5. A method according to claim 1 wherein said chamber has a section wherein heat transfer to said conduit is predominantly radiant and a section wherein heat transfer to said conduit is predominantly convective.
6. A method according to claim 1 wherein the O2 content of said oxidant gas is at least 80 vol.%.
7. A method according to claim 1 wherein the O2 content of said oxidant gas is at least 90 vol.%.
8. A method according to claim 1 wherein said fuel comprises natural gas.
9. A method according to claim 1 wherein said oxidant gas is fed through said oxidant gas nozzles at a velocity of 150 to 10,000 feet per second.
10. A method according to claim 1 wherein said oxidant gas is fed through said oxidant gas nozzles at a velocity of 400 to 2500 feet per second.
11. A method of modifying an air-fired heater, comprising:
(A) providing a heater comprising:
(i) a chamber having an outlet for combustion gases produced in said chamber,
(ii) at least one fuel nozzle for feeding fuel into said chamber,
(iii) means for feeding fuel to said fuel nozzle,
(iv) means for providing air into said chamber for combustion with said fuel,
(v) a conduit at least a portion of which is located within a region of said chamber so that its outer surface is heated by radiation of heat generated by said combustion of fuel within said chamber, said conduit having an inlet end outside said chamber for receiving fluid and an outlet end outside said chamber for discharging fluid outside said chamber,
(B) minimizing the flow of air into said chamber other than air that accompanies the fuel and oxidant gas fed in step (H),
(C) optionally replacing said fuel nozzle with another fuel nozzle for feeding fuel into said chamber,
(D) providing proximal nozzle means for feeding oxidant gas proximal to said at least one fuel nozzle to stabilize the flame formed by combustion of the fuel as it emerges from said at least one fuel nozzle,
(E) providing means for feeding oxidant gas to said proximal nozzle means,
(F) providing a plurality of oxidant gas nozzles spaced further than said proximal nozzle means from said at least one fuel nozzle for supplying oxidant gas into said chamber,
(G) providing means for feeding oxidant gas to said oxidant gas nozzles,
(H) feeding fuel through said fuel nozzle into said chamber and feeding oxidant gas through said proximal nozzle means so as to stabilize the flame formed by combustion of the fuel as it emerges from said at least one fuel nozzle, while feeding oxidant gas into said chamber from said plurality of oxidant gas nozzles, and
(I) combusting said fuel in said chamber with the oxidant gas fed through said proximal nozzle means and said oxidant gas nozzles, wherein the orientation of the axis of each oxidant gas nozzle with respect to the axis of the fuel nozzle, the aggregate crosssectional area of said oxidant gas nozzles, and the velocity at which the oxidant gas fed through said oxidant gas nozzles, are effective to promote circulation within said chamber of combustion gases produced by combustion of said fuel with said oxidant gas and to provide that the ratio of the peak heat flux to the average heat flux to said conduit in said region during said combustion is lower than said ratio when the same fuel is combusted to obtain the same absorbed duty in the heater provided in step (A) prior to carrying out steps (B)-(G) but using only air as the oxidant gas.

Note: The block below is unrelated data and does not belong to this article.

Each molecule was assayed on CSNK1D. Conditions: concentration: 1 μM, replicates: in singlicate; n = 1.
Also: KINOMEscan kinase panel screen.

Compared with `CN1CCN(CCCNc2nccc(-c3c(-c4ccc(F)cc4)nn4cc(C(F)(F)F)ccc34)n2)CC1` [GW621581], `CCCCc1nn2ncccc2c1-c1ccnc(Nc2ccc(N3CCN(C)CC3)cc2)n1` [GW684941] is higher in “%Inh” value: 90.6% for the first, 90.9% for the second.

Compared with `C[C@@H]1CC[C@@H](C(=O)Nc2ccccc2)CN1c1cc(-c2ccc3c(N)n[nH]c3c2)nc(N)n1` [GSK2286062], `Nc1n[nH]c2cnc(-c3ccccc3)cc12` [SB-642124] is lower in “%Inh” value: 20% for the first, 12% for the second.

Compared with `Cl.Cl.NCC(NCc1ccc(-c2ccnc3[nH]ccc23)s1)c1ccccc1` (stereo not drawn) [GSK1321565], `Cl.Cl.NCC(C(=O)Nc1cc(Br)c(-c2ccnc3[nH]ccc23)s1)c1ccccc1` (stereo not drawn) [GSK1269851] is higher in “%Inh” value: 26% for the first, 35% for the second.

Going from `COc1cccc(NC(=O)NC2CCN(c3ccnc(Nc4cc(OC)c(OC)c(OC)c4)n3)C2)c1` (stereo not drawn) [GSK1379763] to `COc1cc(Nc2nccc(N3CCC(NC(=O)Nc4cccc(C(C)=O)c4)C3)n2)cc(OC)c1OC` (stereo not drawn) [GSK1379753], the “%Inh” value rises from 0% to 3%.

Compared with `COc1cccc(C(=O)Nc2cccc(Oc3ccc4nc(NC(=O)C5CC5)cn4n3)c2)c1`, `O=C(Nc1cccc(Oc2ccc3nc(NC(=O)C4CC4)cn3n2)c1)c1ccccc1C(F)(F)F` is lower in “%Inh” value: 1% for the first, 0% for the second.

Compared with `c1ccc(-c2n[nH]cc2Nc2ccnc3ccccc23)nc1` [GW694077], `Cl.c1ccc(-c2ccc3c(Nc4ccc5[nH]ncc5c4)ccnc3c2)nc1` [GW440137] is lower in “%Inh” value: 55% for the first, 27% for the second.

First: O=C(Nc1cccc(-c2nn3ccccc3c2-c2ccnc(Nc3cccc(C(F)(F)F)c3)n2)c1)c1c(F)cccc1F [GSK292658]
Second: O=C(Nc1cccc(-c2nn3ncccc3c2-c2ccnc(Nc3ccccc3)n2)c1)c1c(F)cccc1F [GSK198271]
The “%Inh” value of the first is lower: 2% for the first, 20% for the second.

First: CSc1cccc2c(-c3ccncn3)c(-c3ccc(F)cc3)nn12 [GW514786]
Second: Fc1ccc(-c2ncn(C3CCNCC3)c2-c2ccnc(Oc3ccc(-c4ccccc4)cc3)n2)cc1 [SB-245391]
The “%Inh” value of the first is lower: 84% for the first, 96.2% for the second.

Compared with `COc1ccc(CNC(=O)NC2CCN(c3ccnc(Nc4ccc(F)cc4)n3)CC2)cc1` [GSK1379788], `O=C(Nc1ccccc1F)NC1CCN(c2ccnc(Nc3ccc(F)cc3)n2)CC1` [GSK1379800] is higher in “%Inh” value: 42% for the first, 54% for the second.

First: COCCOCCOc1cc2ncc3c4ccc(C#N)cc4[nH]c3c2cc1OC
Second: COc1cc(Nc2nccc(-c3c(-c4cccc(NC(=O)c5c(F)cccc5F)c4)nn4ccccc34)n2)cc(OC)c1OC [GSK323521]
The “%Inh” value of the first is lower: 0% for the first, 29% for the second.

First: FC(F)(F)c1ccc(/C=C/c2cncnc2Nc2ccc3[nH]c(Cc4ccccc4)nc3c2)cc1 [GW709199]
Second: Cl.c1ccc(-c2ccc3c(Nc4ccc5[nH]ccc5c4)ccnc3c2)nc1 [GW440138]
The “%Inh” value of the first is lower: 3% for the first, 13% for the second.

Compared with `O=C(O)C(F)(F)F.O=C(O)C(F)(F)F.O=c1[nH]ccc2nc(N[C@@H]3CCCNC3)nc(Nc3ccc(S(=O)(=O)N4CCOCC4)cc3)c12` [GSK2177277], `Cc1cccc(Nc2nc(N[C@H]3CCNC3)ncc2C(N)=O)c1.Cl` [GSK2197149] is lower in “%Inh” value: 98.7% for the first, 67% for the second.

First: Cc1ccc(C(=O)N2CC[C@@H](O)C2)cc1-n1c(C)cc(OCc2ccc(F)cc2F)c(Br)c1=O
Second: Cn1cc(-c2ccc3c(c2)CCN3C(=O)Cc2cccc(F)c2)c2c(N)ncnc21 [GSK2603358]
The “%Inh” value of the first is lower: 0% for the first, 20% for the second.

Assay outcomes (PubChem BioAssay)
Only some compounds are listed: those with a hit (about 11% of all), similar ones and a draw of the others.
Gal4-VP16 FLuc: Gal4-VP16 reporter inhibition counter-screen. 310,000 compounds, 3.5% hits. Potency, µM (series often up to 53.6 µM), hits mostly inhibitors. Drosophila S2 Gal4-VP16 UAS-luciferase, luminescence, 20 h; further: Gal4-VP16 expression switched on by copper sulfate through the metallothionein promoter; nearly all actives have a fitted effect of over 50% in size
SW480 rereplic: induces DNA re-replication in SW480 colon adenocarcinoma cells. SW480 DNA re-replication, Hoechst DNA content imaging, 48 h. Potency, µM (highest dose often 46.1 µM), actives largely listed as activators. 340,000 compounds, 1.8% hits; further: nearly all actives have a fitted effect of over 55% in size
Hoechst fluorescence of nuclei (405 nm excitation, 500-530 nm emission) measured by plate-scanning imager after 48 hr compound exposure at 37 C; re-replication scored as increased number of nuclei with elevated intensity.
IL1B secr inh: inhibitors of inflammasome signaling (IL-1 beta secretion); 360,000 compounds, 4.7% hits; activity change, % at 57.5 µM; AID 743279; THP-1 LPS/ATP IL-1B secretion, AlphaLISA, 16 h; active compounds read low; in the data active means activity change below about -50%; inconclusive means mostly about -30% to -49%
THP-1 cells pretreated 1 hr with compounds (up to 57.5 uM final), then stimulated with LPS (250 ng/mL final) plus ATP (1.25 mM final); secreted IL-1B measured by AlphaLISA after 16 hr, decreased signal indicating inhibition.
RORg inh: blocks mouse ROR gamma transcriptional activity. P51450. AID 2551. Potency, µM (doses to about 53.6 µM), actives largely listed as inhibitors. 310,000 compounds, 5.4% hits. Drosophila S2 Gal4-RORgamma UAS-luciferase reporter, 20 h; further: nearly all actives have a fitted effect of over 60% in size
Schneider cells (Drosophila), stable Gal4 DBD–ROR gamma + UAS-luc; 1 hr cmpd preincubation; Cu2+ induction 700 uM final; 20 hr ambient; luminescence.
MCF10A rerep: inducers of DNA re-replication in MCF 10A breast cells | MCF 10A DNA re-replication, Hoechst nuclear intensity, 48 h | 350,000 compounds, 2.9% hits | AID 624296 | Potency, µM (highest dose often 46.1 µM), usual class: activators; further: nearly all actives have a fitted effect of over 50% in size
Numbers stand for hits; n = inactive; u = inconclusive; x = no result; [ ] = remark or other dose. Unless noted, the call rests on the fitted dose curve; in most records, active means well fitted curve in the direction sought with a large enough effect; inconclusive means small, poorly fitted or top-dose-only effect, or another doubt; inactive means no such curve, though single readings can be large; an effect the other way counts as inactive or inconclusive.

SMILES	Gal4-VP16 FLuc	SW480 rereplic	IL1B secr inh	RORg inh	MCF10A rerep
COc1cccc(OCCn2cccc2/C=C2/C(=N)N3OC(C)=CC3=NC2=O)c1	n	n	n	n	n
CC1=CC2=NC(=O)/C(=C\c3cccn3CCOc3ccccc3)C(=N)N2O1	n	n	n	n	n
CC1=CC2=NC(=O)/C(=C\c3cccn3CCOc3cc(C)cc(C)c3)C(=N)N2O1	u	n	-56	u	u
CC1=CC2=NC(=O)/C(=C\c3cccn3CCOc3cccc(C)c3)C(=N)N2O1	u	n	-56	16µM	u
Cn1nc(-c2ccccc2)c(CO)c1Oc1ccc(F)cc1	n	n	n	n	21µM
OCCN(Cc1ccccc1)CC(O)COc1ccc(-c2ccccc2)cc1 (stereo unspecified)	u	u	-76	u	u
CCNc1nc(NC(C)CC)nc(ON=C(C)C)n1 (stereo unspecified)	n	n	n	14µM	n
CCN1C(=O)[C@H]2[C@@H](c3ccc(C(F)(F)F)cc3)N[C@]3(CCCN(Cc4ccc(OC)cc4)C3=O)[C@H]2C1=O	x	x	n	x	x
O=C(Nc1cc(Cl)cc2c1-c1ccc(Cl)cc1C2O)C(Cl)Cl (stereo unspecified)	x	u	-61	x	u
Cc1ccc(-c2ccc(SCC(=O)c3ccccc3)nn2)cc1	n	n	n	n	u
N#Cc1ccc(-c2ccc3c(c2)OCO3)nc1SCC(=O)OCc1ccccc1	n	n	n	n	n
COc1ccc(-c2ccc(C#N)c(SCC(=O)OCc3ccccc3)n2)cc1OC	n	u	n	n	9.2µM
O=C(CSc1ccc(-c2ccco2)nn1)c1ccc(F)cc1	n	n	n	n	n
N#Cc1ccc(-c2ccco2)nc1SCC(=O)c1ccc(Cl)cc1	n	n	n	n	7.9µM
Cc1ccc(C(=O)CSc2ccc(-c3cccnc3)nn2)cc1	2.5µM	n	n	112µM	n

12. A method according to claim 11 wherein steps (C) and (D), or steps (C), (D) and (F) are carried out by providing a unitary burner that comprises said fuel nozzle and said proximal nozzle means and, optionally, said plurality of oxidant gas nozzles.
13. A method according to claim 11 wherein there are a plurality of said oxidant gas nozzles arrayed around said fuel nozzle.
14. A method according to claim 11 wherein at least part of the portion of said conduit that is within said chamber is spaced inwardly from the inner surface of said chamber.
15. A method according to claim 11 wherein said chamber has a section wherein heat transfer to said conduit is predominantly radiant and a section wherein heat transfer to said conduit is predominantly convective.
16. A method according to claim 11 wherein the O2 content of said oxidant gas is at least 80 vol.%.
17. A method according to claim 11 wherein the O2 content of said oxidant gas is at least 90 vol.%.
18. A method according to claim 11 wherein said fuel comprises natural gas.
19. A method according to claim 11 wherein said oxidant gas is fed through said oxidant gas nozzles at a velocity of 150 to 10,000 feet per second.
20. A method according to claim 11 wherein said oxidant gas is fed through said oxidant gas nozzles at a velocity of 400 to 2500 feet per second.
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US7740751B2 (en) 2006-11-09 2010-06-22 Uop Llc Process for heating a stream for a hydrocarbon conversion process
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US8282814B2 (en) 2009-03-31 2012-10-09 Uop Llc Fired heater for a hydrocarbon conversion process
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CA2531326C (en) 2010-10-12
BRPI0411551A (en) 2006-08-01
EP1639298A4 (en) 2011-06-29
CA2531326A1 (en) 2005-01-06
WO2005001340A1 (en) 2005-01-06
US20040259045A1 (en) 2004-12-23
MXPA05013949A (en) 2006-02-24